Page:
A survey on preferences and utilities for treatment attributes in spinal muscular atrophy (SMA) type 2 and nonambulatory type 3 revealed that both patients and caregivers value motor function, breathing function, and oral administration in the context of treatments, according to a study published in PharmacoEconomics.

“Patients with Type 2 SMA are unable to stand or walk without support, whereas patients with Type 3 SMA can stand and walk, although these abilities are often lost as the disease progresses,” the research team explained.

The researchers designed a survey for participants recruited from TreatSMA and SMA UK, 2 SMA organizations based in the UK. The survey quantified patient and caregiver preferences for different characteristics of SMA treatments.

Continue Reading

Read more about SMA etiology

“The online survey first provided descriptions of each treatment attribute, followed by 16 choice questions, each asking participants to choose between two treatments (‘A’ or ‘B’),” the researchers wrote. Caregivers were also asked EQ-5D-5L questions.

In addition, the researchers developed a discrete choice experiment survey which was adapted for general public participants. It described attributes such as motor function, breathing function, treatment administration, treatment reactions, eyesight monitoring, contraception (patient only), and overall survival (general public only). 

The results demonstrated that participants viewed motor function, breathing function, and oral administration as important in the context of SMA treatments. Moreover, caregivers demonstrated that they were more willing to make trade-offs to improve motor function and breathing function. The survey demonstrated that adult patients were more focused on breathing function while avoiding deterioration and motor function.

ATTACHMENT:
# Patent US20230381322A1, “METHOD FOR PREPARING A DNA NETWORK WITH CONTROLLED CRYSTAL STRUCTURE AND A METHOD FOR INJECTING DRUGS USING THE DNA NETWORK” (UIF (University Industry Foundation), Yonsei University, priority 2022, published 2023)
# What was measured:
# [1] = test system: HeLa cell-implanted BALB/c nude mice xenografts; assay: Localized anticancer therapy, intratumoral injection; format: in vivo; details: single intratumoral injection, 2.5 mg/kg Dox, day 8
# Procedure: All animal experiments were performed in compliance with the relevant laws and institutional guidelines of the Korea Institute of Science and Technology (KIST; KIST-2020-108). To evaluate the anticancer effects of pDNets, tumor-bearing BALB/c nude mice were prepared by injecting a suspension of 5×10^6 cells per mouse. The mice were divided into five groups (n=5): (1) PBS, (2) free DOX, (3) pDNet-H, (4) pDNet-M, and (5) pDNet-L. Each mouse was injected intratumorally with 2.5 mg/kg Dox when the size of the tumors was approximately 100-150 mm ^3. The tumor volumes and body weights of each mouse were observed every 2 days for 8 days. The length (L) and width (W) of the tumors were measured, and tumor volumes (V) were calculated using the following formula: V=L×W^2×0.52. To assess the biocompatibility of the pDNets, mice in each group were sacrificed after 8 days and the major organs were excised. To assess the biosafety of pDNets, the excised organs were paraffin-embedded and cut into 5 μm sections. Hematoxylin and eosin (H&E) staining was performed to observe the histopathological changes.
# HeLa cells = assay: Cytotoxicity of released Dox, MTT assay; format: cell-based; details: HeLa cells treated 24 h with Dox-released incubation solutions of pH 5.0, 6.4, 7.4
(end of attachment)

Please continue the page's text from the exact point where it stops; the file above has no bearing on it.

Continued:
Eyesight monitoring requirements and the need for contraception did not significantly impact the treatment choices of caregivers and patients. Lastly, the researchers discovered that disutilities (decrements to utility) generated from the UK population were significant for SMA care aspects and disease outcomes.

The approved treatments for SMA are nusinersen, a disease-modifying therapy given via intrathecal injection, risdiplam, which is given orally, and onasemnogene abeparvovec, which is administered intravenously. 


Lo SH, Gorni K, Sutherland CS, et al. Preferences and utilities for treatment attributes in Type 2 and non-ambulatory Type 3 spinal muscular atrophy in the United KingdomPharmacoeconomics. Published online October 18, 2021. doi:10.1007/s40273-021-01092-9